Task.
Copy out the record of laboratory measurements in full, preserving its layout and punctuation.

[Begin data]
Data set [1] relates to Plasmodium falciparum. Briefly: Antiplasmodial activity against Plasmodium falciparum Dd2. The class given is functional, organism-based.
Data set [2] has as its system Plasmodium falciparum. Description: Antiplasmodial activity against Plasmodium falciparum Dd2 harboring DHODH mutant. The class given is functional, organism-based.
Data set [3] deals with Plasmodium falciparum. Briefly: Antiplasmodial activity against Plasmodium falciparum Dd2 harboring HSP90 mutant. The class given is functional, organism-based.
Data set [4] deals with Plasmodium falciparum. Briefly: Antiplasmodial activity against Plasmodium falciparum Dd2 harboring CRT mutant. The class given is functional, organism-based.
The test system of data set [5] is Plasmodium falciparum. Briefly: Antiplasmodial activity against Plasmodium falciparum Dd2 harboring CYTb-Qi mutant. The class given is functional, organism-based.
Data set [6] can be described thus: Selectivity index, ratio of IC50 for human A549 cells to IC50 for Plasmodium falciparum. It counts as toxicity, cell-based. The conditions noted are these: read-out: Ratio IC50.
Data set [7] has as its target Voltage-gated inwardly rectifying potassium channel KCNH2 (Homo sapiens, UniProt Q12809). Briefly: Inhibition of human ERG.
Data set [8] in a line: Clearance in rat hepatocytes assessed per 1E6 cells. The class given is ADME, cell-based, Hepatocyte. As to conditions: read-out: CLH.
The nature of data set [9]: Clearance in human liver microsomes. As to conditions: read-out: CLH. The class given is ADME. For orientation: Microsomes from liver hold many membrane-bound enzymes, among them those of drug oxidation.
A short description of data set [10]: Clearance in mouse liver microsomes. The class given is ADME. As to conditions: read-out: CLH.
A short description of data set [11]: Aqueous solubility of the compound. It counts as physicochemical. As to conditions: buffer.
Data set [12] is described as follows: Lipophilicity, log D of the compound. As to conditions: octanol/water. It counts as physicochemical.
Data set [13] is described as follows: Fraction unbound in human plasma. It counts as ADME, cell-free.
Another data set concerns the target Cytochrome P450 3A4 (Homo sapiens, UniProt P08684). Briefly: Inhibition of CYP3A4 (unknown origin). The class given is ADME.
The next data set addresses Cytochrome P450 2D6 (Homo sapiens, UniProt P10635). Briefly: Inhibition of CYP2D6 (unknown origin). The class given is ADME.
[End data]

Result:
Data set [1] relates to Plasmodium falciparum. Briefly: Antiplasmodial activity against Plasmodium falciparum Dd2. The class given is functional, organism-based.
Data set [2] has as its system Plasmodium falciparum. Description: Antiplasmodial activity against Plasmodium falciparum Dd2 harboring DHODH mutant. The class given is functional, organism-based.
Data set [3] deals with Plasmodium falciparum. Briefly: Antiplasmodial activity against Plasmodium falciparum Dd2 harboring HSP90 mutant. The class given is functional, organism-based.
Data set [4] deals with Plasmodium falciparum. Briefly: Antiplasmodial activity against Plasmodium falciparum Dd2 harboring CRT mutant. The class given is functional, organism-based.
The test system of data set [5] is Plasmodium falciparum. Briefly: Antiplasmodial activity against Plasmodium falciparum Dd2 harboring CYTb-Qi mutant. The class given is functional, organism-based.
Data set [6] can be described thus: Selectivity index, ratio of IC50 for human A549 cells to IC50 for Plasmodium falciparum. It counts as toxicity, cell-based. The conditions noted are these: read-out: Ratio IC50.
Data set [7] has as its target Voltage-gated inwardly rectifying potassium channel KCNH2 (Homo sapiens, UniProt Q12809). Briefly: Inhibition of human ERG.
Data set [8] in a line: Clearance in rat hepatocytes assessed per 1E6 cells. The class given is ADME, cell-based, Hepatocyte. As to conditions: read-out: CLH.
The nature of data set [9]: Clearance in human liver microsomes. As to conditions: read-out: CLH. The class given is ADME. For orientation: Microsomes from liver hold many membrane-bound enzymes, among them those of drug oxidation.
A short description of data set [10]: Clearance in mouse liver microsomes. The class given is ADME. As to conditions: read-out: CLH.
A short description of data set [11]: Aqueous solubility of the compound. It counts as physicochemical. As to conditions: buffer.
Data set [12] is described as follows: Lipophilicity, log D of the compound. As to conditions: octanol/water. It counts as physicochemical.
Data set [13] is described as follows: Fraction unbound in human plasma. It counts as ADME, cell-free.
Another data set concerns the target Cytochrome P450 3A4 (Homo sapiens, UniProt P08684). Briefly: Inhibition of CYP3A4 (unknown origin). The class given is ADME.
The next data set addresses Cytochrome P450 2D6 (Homo sapiens, UniProt P10635). Briefly: Inhibition of CYP2D6 (unknown origin). The class given is ADME.